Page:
The November 5th-11th 2005 had an article titled "Texas' dangerous churches: The faithful on the front Line" also captioned "Surely not what the Good Lord intended" (p. 32). The article contains a mocking treatment of Christian reasons for baptism (one rejected by a great many Christians, including specifically those in the baptism-gone-awry that is subject of the article) and the "fact" that baptism is "known to be dangerous" as the lead-in for coverage of a pastor who managed to electrocute himself with his electronic equipment after baptizing a new member. Funny, the churches I've attended that immerse only baptize adults; and those that baptize infants sprinkle water in the hair. None of this prevented the author -- obviously someone with little knowledge of church outside of uninformed prejudices --from following the wrongheaded assertion that baptism is "known to be dangerous" with mention that some people being baptized at sea in South Africa died earlier this year. The fact that the sea is more dangerous than the typical baptismal font did not enter the magazine's computations as to the dangers of baptism. There was no perspective-check on the fact that roughly 2 billion people worldwide are baptized and if it were really all that hazardous (less hazardous than taking a bath, I'd expect) we might hear of baptism fatalities every weekend. The anti-religious article continues that "Worshippers in the state (Texas) are prone to horrifying accidents", in which category are grouped the explosion at the Davidians' compound in Waco and the gun-attack by a madman on a church in Fort Worth. I'm not actually convinced that either of these can be rightly described as "accidents" as the article states; in both cases, religious folks were actually under violent attack, a fact that seems to elude The Economist. After wrongly classifying these as accidents, the author continues to mention, in the category of the dangers of religion in Texas, that a Roman Cathlic priest had pricked the fingers of a dozen or more children during Mass (not drawing blood) to remind them the pain of Christ on the cross. The parents were outraged about the risk of blood-borne infections. Despite the article's main headline about "Texas' dangerous churches", I've been attending church ever since my conversion to Christianity from agnosticism some 30 years ago and have yet to see anybody injured in church -- a fact I could not say about work, or the highway, or home. Oddly, in the wake of hurricane Katrina, I think a mention of religion in Texas to a fair-minded person might have included the millions of dollars which the religious donated to charities, the more millions worth of goods likewise donated, the fact that tens of thousands of Christians volunteered to work at shelters, and the fact that thousands of displaced people were sheltered in churches. The absence of mosques and synagogues from the shelters list typically does not draw comment, though many mosques do not tolerate the presence of the "infidel" and Orthodox synagogues do not tolerate the presence of the non-Jew, though Christians following the teachings of Christ would welcome even their worst enemy, especially at a time like that.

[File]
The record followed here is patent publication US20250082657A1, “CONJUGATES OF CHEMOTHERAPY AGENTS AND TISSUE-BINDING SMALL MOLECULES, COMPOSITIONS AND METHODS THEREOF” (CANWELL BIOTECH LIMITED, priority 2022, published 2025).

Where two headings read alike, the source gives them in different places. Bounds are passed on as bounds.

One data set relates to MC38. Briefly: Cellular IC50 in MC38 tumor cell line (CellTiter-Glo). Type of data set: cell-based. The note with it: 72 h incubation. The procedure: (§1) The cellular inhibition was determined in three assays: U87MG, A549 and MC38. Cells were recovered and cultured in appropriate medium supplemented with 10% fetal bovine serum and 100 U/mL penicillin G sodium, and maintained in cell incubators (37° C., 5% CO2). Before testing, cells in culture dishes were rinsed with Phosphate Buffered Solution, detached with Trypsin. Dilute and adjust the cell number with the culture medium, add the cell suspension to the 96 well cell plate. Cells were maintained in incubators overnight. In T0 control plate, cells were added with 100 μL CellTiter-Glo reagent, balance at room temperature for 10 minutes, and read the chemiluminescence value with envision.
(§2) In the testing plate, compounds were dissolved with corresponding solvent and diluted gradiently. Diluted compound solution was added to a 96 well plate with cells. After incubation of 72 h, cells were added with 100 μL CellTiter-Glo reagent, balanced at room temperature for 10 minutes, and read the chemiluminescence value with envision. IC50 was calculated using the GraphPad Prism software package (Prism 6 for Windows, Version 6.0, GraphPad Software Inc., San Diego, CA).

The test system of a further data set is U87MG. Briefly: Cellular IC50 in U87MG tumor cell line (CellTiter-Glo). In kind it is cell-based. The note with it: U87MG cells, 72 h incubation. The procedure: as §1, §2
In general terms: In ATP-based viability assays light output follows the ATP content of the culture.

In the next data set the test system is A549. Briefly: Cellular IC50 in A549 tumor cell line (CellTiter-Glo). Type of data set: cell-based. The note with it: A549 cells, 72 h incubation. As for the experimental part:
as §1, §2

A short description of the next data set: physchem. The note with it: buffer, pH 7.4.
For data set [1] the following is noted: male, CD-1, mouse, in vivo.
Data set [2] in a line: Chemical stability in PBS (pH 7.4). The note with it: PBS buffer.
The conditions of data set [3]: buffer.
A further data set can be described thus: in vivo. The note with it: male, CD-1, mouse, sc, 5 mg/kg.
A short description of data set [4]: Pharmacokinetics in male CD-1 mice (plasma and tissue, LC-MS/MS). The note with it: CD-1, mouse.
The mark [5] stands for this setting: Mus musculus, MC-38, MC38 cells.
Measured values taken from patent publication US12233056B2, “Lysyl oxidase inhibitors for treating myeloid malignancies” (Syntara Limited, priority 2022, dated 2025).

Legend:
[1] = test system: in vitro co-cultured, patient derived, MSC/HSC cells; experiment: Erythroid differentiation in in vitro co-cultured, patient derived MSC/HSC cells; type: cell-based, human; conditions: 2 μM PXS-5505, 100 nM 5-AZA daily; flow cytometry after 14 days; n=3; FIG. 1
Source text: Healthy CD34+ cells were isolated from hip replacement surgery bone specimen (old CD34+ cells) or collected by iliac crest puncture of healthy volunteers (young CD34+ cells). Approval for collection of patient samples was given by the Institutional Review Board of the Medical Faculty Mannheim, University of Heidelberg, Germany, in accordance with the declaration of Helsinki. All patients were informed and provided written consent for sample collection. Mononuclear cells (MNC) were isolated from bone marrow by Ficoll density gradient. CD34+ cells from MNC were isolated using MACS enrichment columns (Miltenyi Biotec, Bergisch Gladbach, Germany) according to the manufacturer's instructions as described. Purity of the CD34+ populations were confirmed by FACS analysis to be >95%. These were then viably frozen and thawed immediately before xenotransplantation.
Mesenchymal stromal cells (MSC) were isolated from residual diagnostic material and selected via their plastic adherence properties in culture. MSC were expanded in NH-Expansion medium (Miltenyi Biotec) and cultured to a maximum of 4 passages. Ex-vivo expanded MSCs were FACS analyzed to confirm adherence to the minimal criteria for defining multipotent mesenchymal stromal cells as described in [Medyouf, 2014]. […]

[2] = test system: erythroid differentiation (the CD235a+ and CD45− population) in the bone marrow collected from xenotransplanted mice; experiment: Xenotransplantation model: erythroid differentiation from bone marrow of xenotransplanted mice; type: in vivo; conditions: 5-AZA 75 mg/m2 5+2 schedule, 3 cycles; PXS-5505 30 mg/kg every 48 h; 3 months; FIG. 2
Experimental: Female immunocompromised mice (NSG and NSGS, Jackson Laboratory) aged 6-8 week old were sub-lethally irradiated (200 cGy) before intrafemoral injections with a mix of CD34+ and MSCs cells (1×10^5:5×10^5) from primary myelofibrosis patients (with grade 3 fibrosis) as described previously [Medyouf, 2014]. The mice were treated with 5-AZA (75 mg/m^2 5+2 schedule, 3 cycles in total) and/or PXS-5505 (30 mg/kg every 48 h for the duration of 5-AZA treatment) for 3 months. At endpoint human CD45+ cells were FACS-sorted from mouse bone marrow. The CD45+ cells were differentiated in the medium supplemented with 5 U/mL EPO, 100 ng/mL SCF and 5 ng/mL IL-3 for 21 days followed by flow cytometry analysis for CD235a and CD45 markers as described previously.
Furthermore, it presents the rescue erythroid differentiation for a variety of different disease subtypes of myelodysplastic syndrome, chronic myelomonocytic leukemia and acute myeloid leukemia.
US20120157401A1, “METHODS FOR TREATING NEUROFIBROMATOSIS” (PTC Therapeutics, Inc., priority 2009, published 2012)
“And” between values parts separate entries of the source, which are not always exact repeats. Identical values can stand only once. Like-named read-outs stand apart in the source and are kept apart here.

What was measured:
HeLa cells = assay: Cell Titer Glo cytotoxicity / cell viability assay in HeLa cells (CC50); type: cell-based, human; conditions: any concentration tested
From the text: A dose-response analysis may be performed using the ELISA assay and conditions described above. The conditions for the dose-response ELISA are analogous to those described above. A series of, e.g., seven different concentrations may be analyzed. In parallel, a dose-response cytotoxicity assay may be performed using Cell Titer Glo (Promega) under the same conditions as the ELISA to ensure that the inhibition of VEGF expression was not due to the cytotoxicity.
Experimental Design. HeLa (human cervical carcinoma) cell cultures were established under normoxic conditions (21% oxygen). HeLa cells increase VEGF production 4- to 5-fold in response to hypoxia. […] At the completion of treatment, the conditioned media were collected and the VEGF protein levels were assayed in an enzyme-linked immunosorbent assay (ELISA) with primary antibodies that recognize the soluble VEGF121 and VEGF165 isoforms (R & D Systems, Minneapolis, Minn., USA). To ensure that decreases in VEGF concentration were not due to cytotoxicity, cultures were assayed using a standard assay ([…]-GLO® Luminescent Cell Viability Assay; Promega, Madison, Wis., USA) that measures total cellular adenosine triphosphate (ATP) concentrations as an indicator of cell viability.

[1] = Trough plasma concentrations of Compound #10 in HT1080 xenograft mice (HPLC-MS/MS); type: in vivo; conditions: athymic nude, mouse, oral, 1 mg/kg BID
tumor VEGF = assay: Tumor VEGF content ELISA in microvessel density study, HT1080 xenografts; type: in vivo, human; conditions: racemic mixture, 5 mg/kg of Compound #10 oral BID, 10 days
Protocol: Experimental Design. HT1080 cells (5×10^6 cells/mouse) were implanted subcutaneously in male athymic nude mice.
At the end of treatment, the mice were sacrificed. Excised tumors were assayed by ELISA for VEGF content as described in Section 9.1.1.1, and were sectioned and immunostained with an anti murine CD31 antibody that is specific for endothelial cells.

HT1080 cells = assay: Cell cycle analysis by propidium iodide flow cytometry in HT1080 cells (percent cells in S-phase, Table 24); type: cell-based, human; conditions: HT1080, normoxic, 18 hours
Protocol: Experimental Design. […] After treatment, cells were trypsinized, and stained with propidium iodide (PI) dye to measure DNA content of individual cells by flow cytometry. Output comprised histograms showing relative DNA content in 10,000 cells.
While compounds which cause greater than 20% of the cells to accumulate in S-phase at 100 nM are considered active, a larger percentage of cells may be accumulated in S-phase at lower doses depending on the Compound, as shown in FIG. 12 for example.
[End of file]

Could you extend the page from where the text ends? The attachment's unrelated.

On occasion, one of the writers (all anonymous) will give even-handed treatment of Christianity, but this is very much the exception and not the rule. After all, publishing a once-a-year unbiased piece does not exactly erase the bias of the others; true lack of bias means that a bias is never in evidence, not that some mix of biased-and-unbiased should even out as if bias were tolerable if only a small bit of justice were thrown in on the odd occasion. It is not as if a biased view were one that deserved equal time, or in the case of this magazine, more-than-equal time. If the staff of The Economist considers itself unbiased, they are sadly mistaken; they have just become so comfortable with their biases that they no longer question them, and this cannot be a good sign.
Is there a "Christian Anti-Defamation League" yet?